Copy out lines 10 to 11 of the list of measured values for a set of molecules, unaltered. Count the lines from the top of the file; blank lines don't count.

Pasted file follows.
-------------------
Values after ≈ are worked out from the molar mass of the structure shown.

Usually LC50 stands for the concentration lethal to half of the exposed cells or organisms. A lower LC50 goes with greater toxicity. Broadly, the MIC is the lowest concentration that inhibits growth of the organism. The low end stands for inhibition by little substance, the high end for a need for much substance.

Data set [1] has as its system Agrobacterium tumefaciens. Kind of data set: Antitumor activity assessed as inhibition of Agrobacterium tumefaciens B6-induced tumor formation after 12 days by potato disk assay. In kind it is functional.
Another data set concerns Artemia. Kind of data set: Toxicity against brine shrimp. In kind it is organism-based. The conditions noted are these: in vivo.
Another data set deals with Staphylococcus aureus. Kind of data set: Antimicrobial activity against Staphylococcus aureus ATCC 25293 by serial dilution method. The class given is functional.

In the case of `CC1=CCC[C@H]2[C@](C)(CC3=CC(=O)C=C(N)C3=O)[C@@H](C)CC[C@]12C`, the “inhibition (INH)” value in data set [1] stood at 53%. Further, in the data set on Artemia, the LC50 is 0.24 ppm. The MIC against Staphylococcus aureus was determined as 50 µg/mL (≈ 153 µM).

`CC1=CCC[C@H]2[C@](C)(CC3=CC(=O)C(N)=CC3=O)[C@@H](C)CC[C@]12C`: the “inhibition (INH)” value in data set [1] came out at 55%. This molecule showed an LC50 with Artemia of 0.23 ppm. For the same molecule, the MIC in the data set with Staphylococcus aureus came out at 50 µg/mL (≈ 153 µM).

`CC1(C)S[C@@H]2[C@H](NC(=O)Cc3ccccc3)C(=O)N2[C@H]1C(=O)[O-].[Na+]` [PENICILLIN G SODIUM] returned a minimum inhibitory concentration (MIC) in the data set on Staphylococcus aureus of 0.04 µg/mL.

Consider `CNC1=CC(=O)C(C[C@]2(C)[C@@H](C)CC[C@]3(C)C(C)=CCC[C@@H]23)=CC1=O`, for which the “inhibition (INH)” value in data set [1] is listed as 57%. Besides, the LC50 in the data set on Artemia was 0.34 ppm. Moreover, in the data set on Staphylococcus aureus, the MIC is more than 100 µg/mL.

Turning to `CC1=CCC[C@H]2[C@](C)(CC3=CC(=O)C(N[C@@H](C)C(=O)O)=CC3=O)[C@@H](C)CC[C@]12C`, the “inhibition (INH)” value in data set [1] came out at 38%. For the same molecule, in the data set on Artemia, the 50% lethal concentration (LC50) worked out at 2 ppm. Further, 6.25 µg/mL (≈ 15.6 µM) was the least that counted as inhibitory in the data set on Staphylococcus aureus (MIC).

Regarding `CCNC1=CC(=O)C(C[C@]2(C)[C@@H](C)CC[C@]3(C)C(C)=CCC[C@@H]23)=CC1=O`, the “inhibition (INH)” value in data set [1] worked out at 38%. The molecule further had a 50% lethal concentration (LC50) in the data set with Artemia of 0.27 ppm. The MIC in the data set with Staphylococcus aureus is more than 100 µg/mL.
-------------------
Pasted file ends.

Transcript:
Turning to `CC1=CCC[C@H]2[C@](C)(CC3=CC(=O)C(N[C@@H](C)C(=O)O)=CC3=O)[C@@H](C)CC[C@]12C`, the “inhibition (INH)” value in data set [1] came out at 38%. For the same molecule, in the data set on Artemia, the 50% lethal concentration (LC50) worked out at 2 ppm. Further, 6.25 µg/mL (≈ 15.6 µM) was the least that counted as inhibitory in the data set on Staphylococcus aureus (MIC).

Regarding `CCNC1=CC(=O)C(C[C@]2(C)[C@@H](C)CC[C@]3(C)C(C)=CCC[C@@H]23)=CC1=O`, the “inhibition (INH)” value in data set [1] worked out at 38%. The molecule further had a 50% lethal concentration (LC50) in the data set with Artemia of 0.27 ppm. The MIC in the data set with Staphylococcus aureus is more than 100 µg/mL.